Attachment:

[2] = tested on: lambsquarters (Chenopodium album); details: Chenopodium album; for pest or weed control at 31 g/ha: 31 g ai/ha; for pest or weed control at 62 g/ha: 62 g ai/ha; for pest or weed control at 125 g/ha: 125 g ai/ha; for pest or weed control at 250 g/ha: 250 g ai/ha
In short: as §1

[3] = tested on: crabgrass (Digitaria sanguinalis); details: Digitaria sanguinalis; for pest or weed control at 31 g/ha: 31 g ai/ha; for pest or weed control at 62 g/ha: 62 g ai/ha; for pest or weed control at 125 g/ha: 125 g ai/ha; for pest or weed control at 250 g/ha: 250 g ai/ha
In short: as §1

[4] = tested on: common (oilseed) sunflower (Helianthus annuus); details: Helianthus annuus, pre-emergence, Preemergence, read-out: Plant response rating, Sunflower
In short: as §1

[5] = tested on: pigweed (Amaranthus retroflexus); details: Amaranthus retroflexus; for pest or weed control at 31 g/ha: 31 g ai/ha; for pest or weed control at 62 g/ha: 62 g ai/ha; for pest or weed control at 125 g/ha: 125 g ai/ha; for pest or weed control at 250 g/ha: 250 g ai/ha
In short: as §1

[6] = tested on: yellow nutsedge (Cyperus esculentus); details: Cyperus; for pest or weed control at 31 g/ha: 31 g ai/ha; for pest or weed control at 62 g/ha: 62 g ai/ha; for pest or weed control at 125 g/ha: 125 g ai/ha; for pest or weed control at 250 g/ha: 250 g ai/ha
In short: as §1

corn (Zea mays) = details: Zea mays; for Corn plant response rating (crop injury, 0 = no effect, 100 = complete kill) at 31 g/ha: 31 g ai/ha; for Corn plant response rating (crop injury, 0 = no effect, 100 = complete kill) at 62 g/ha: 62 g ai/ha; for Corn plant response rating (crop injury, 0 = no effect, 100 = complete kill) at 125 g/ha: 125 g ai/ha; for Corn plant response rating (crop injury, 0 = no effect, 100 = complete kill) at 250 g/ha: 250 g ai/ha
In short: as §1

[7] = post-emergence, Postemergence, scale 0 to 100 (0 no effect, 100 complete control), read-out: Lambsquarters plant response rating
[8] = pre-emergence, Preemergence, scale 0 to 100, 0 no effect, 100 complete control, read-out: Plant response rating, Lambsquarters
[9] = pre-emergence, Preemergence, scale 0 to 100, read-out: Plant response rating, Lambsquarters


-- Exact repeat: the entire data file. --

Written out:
[2] = tested on: lambsquarters (Chenopodium album); details: Chenopodium album; for pest or weed control at 31 g/ha: 31 g ai/ha; for pest or weed control at 62 g/ha: 62 g ai/ha; for pest or weed control at 125 g/ha: 125 g ai/ha; for pest or weed control at 250 g/ha: 250 g ai/ha
In short: as §1

[3] = tested on: crabgrass (Digitaria sanguinalis); details: Digitaria sanguinalis; for pest or weed control at 31 g/ha: 31 g ai/ha; for pest or weed control at 62 g/ha: 62 g ai/ha; for pest or weed control at 125 g/ha: 125 g ai/ha; for pest or weed control at 250 g/ha: 250 g ai/ha
In short: as §1

[4] = tested on: common (oilseed) sunflower (Helianthus annuus); details: Helianthus annuus, pre-emergence, Preemergence, read-out: Plant response rating, Sunflower
In short: as §1

[5] = tested on: pigweed (Amaranthus retroflexus); details: Amaranthus retroflexus; for pest or weed control at 31 g/ha: 31 g ai/ha; for pest or weed control at 62 g/ha: 62 g ai/ha; for pest or weed control at 125 g/ha: 125 g ai/ha; for pest or weed control at 250 g/ha: 250 g ai/ha
In short: as §1

[6] = tested on: yellow nutsedge (Cyperus esculentus); details: Cyperus; for pest or weed control at 31 g/ha: 31 g ai/ha; for pest or weed control at 62 g/ha: 62 g ai/ha; for pest or weed control at 125 g/ha: 125 g ai/ha; for pest or weed control at 250 g/ha: 250 g ai/ha
In short: as §1

corn (Zea mays) = details: Zea mays; for Corn plant response rating (crop injury, 0 = no effect, 100 = complete kill) at 31 g/ha: 31 g ai/ha; for Corn plant response rating (crop injury, 0 = no effect, 100 = complete kill) at 62 g/ha: 62 g ai/ha; for Corn plant response rating (crop injury, 0 = no effect, 100 = complete kill) at 125 g/ha: 125 g ai/ha; for Corn plant response rating (crop injury, 0 = no effect, 100 = complete kill) at 250 g/ha: 250 g ai/ha
In short: as §1

[7] = post-emergence, Postemergence, scale 0 to 100 (0 no effect, 100 complete control), read-out: Lambsquarters plant response rating
[8] = pre-emergence, Preemergence, scale 0 to 100, 0 no effect, 100 complete control, read-out: Plant response rating, Lambsquarters
[9] = pre-emergence, Preemergence, scale 0 to 100, read-out: Plant response rating, Lambsquarters